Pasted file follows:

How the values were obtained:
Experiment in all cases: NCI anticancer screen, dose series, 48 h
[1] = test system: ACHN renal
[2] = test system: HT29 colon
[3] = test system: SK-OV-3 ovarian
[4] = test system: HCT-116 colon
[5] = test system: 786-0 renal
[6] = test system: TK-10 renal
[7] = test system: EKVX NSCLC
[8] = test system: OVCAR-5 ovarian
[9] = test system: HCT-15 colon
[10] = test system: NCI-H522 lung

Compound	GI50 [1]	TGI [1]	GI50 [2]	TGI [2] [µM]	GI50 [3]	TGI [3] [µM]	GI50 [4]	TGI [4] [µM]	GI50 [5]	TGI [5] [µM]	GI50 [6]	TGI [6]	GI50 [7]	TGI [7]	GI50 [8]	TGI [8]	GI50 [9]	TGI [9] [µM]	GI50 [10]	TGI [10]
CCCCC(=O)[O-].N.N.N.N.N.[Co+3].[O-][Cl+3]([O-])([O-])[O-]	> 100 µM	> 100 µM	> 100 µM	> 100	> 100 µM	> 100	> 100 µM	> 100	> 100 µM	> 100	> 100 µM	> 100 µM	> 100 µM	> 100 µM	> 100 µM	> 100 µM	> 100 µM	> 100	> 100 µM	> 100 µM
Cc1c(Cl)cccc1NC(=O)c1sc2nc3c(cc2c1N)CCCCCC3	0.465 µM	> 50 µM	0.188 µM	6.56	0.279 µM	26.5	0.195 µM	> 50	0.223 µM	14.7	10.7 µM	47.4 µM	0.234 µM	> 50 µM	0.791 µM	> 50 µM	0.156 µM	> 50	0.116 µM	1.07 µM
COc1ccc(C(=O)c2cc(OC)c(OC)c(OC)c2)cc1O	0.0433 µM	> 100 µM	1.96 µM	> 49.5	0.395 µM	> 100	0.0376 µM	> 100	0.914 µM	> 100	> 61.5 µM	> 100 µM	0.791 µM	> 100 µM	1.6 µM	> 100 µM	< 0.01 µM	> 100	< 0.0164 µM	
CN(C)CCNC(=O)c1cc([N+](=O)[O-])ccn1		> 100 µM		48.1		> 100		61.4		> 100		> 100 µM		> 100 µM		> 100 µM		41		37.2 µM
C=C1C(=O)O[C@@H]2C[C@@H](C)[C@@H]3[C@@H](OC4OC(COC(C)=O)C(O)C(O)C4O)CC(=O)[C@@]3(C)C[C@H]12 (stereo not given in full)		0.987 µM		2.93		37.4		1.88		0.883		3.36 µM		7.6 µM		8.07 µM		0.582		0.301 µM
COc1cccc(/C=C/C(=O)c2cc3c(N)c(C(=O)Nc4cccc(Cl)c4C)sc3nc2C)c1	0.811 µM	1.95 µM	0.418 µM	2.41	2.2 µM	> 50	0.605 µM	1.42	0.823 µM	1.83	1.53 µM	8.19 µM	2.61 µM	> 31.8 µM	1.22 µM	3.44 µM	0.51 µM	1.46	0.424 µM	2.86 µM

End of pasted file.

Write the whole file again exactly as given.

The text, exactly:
How the values were obtained:
Experiment in all cases: NCI anticancer screen, dose series, 48 h
[1] = test system: ACHN renal
[2] = test system: HT29 colon
[3] = test system: SK-OV-3 ovarian
[4] = test system: HCT-116 colon
[5] = test system: 786-0 renal
[6] = test system: TK-10 renal
[7] = test system: EKVX NSCLC
[8] = test system: OVCAR-5 ovarian
[9] = test system: HCT-15 colon
[10] = test system: NCI-H522 lung

Compound	GI50 [1]	TGI [1]	GI50 [2]	TGI [2] [µM]	GI50 [3]	TGI [3] [µM]	GI50 [4]	TGI [4] [µM]	GI50 [5]	TGI [5] [µM]	GI50 [6]	TGI [6]	GI50 [7]	TGI [7]	GI50 [8]	TGI [8]	GI50 [9]	TGI [9] [µM]	GI50 [10]	TGI [10]
CCCCC(=O)[O-].N.N.N.N.N.[Co+3].[O-][Cl+3]([O-])([O-])[O-]	> 100 µM	> 100 µM	> 100 µM	> 100	> 100 µM	> 100	> 100 µM	> 100	> 100 µM	> 100	> 100 µM	> 100 µM	> 100 µM	> 100 µM	> 100 µM	> 100 µM	> 100 µM	> 100	> 100 µM	> 100 µM
Cc1c(Cl)cccc1NC(=O)c1sc2nc3c(cc2c1N)CCCCCC3	0.465 µM	> 50 µM	0.188 µM	6.56	0.279 µM	26.5	0.195 µM	> 50	0.223 µM	14.7	10.7 µM	47.4 µM	0.234 µM	> 50 µM	0.791 µM	> 50 µM	0.156 µM	> 50	0.116 µM	1.07 µM
COc1ccc(C(=O)c2cc(OC)c(OC)c(OC)c2)cc1O	0.0433 µM	> 100 µM	1.96 µM	> 49.5	0.395 µM	> 100	0.0376 µM	> 100	0.914 µM	> 100	> 61.5 µM	> 100 µM	0.791 µM	> 100 µM	1.6 µM	> 100 µM	< 0.01 µM	> 100	< 0.0164 µM	
CN(C)CCNC(=O)c1cc([N+](=O)[O-])ccn1		> 100 µM		48.1		> 100		61.4		> 100		> 100 µM		> 100 µM		> 100 µM		41		37.2 µM
C=C1C(=O)O[C@@H]2C[C@@H](C)[C@@H]3[C@@H](OC4OC(COC(C)=O)C(O)C(O)C4O)CC(=O)[C@@]3(C)C[C@H]12 (stereo not given in full)		0.987 µM		2.93		37.4		1.88		0.883		3.36 µM		7.6 µM		8.07 µM		0.582		0.301 µM
COc1cccc(/C=C/C(=O)c2cc3c(N)c(C(=O)Nc4cccc(Cl)c4C)sc3nc2C)c1	0.811 µM	1.95 µM	0.418 µM	2.41	2.2 µM	> 50	0.605 µM	1.42	0.823 µM	1.83	1.53 µM	8.19 µM	2.61 µM	> 31.8 µM	1.22 µM	3.44 µM	0.51 µM	1.46	0.424 µM	2.86 µM